So, yes, the fundamentals are still the fundamentals but they are being applied in an entirely new way that must be trained. You will not learn what an acceptable sight picture looks like or how to track your sights in the heat of the moment. You will not learn how to adapt your trigger press to the demands of speed in the heat of the moment. You must train at the limits of the speed (and even slightly beyond) that you are capable of in order to learn these skills and eventually find more speed.
The Other Fundamental
As speed increases, grip is elevated to fundamental status. It is tempting to say grip and stance become fundamental but I am not sure you can count on having a solid stance when things go sideways. You have more control over your grip.
Grip becomes fundamental because it is so vital to supporting the other two fundamentals of sight alignment and trigger press, especially in those fractions of a second after the first shot. A proper grip helps the shooter to press the trigger quickly with minimal disruption of the sights. A solid grip also absorbs and controls recoil while allowing the sights to settle in a predictable way. Sights that settle in a predictable way are kind of like the regular interval version of our imaginary experiment. If you can find the rhythm of the flashes or the sight picture, you can anticipate when to press the big red button or the trigger.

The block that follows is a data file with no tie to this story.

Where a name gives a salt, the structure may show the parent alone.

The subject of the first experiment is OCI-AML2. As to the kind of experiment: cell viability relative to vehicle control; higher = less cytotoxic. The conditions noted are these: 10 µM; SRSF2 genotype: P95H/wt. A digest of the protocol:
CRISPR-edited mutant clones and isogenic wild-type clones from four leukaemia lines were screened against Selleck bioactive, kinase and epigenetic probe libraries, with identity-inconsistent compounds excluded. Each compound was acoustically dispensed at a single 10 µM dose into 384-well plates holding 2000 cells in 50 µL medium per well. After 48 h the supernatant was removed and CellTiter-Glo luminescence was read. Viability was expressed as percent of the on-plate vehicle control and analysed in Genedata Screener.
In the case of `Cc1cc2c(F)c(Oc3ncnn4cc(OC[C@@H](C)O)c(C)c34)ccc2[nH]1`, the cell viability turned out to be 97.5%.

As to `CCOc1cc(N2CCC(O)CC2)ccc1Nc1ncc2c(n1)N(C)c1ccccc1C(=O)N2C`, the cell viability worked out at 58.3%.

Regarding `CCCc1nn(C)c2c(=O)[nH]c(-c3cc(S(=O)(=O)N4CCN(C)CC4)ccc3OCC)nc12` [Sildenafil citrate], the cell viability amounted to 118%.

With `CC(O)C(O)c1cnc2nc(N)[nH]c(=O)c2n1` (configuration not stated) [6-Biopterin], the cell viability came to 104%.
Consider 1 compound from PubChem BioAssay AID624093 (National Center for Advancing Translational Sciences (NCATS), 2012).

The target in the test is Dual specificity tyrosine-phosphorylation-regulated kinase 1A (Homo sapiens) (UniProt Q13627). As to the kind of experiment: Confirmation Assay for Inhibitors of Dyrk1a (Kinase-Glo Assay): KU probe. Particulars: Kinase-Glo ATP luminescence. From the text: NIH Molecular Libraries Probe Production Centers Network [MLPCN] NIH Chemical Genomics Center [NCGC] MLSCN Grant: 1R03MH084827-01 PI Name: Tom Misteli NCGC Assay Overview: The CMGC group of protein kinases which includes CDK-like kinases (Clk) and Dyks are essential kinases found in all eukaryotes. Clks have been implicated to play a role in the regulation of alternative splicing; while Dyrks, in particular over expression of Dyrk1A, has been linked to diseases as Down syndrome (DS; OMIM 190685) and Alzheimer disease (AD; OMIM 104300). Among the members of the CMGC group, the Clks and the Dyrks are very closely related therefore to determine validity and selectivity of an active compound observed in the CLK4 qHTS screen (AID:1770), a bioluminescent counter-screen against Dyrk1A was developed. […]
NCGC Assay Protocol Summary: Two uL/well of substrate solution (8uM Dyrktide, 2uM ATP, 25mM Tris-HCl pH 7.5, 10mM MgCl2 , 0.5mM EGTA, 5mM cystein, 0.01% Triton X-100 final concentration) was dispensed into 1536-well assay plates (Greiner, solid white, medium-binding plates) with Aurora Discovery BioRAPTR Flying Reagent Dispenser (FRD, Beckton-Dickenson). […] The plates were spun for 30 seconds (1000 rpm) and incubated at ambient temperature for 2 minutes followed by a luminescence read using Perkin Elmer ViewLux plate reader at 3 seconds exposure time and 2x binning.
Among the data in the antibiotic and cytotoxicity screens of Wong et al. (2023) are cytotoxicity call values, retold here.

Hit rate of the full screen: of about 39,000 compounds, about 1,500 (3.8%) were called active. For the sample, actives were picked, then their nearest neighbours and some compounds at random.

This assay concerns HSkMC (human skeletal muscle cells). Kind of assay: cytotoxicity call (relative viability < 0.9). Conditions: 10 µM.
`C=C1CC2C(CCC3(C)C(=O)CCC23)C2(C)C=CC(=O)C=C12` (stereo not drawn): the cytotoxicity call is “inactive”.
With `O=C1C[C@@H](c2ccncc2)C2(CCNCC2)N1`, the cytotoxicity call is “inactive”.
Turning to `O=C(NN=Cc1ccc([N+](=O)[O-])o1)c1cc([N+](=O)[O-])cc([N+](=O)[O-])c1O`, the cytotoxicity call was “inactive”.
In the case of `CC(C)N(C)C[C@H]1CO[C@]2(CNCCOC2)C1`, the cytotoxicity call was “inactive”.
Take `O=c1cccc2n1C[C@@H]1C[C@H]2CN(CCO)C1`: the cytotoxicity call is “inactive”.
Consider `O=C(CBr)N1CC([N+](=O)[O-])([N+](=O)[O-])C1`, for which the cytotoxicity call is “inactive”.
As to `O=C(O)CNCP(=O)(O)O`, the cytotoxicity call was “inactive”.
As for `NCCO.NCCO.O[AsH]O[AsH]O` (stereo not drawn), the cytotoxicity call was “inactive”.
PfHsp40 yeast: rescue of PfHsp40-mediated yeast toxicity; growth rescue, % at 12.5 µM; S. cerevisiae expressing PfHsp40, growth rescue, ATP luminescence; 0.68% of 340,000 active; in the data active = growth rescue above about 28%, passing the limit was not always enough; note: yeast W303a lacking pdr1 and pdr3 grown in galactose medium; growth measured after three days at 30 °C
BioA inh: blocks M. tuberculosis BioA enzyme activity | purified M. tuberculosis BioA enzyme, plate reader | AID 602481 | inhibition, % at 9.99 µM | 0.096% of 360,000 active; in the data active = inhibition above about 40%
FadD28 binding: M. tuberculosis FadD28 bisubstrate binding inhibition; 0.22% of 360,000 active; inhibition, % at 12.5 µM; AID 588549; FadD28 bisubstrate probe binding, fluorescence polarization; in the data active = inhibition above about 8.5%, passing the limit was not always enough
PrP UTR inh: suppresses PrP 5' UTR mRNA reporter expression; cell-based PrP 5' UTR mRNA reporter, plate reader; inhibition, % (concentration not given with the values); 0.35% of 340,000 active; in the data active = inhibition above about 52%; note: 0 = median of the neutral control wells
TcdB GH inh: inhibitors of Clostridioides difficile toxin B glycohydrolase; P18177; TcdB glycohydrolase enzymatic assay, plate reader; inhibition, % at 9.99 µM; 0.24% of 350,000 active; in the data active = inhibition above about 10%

This is something that must be practiced at speed. You simply will not learn how much speed your grip will allow until you test it at speed.
Wrap Up – Train Fast to Be Fast
If we have learned anything from the modern study of terminal ballistics, it is that the handguns that we carry daily, regardless of caliber, cannot be counted on to provide those mythical one shot stops. Due to this fact, the ability to take follow-up shots accurately, in rapid succession is likely to play an important role in surviving an armed confrontation.
Slow fire bullseye drills aren’t going to cut it on their own. You won’t find any speed until you go looking for it. Get a shot timer and head to the range to find your limits. A good rule of thumb that I have heard from several instructors is to set a realistic accuracy standard and then train to a speed that allows you to meet that accuracy standard 75-80% of the time.
Example: 8 out of 10 shots in fist sized target zone at 7-10 yards with a handgun or an 8 inch target zone at 50 yards with a rifle.
If you are missing more than that, you are training too fast. If you aren’t missing at all, you can go faster.
It is simple. You can’t neglect the fundamentals but you have to train fast to be fast.